When Zachary Clifton, a high school junior from Corbin, Kentucky, first heard about ChatGPT, he was “somewhat cynical” about the implications for education. He witnessed peers using the new AI to get around doing their assignments and was fairly certain his classmates would “never write essays again.”
But after experimenting with the generative chatbot for a few months, Clifton now believes it’s possible to use ChatGPT as a tool, rather than a crutch. When studying for an accounting midterm in February, Clifton identified gaps in his knowledge that weren’t sufficiently covered by the textbook, his teacher’s lessons, his notes or previous graded work.
In search of a clearer explanation of cash versus accrual basis accounting. as well as the difference between accrual and deferral methods of adjusting, he fed specific financial scenarios to ChatGPT.
He asked it to determine the appropriate accounting method to use. The chatbot provided responses and rationale. It helped Clifton clearly synthesize information he had previously struggled to understand. In short, ChatGPT became his tutor.
“I manipulated ChatGPT’s algorithm for my benefit,” Clifton says. “It [was like being] able to access a new chapter of the textbook. I had new study material that other students didn’t have access to.”
Clifton was interviewed as part of the Walton Family Foundation's research into how ChatGPT is being used by teachers and students.
Clifton ended up getting a 95% on the accounting exam. He now sees much more potential for using ChatGPT as a personalized study tool in other subjects. He’s used it in chemistry to better understand a reaction between ammonium nitrate and sodium bicarbonate. He imagines using it in biology, to help categorize characteristics of animals.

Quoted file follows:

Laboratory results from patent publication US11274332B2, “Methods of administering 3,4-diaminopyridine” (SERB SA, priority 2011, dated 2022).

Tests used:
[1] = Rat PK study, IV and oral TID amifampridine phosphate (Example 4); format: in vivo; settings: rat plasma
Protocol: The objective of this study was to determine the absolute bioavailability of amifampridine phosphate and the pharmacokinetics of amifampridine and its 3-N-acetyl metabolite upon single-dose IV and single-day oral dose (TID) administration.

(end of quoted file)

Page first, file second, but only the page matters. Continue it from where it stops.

His success in using ChatGPT for school got him curious about how it might help him beyond the classroom. As an intern at an economic development nonprofit in eastern Kentucky, Clifton had a hypothesis that dwindling jobs in the once-dominant coal mining industry were to blame for the area’s high unemployment rates.
This is an algorithm I can take advantage of and use it to advance myself.
When he asked the chatbot to list the causes of unemployment in the community, his hunch was confirmed. “It was validating,” Clifton says. “I’ve almost used it as a way to verify my thinking.”
Like many Gen Zers, Clifton was concerned that AI-powered technology could take over human functions and eliminate jobs. But now he believes that capitalizing on tech like ChatGPT can be empowering. “As a young person, I see my future as in some ways limited by computers and algorithms, knowing there are jobs [that can be] replaced by automation,” he says. “But this is an algorithm I can take advantage of and use it to advance myself… It’s something I can use responsibly and will use responsibly moving forward.”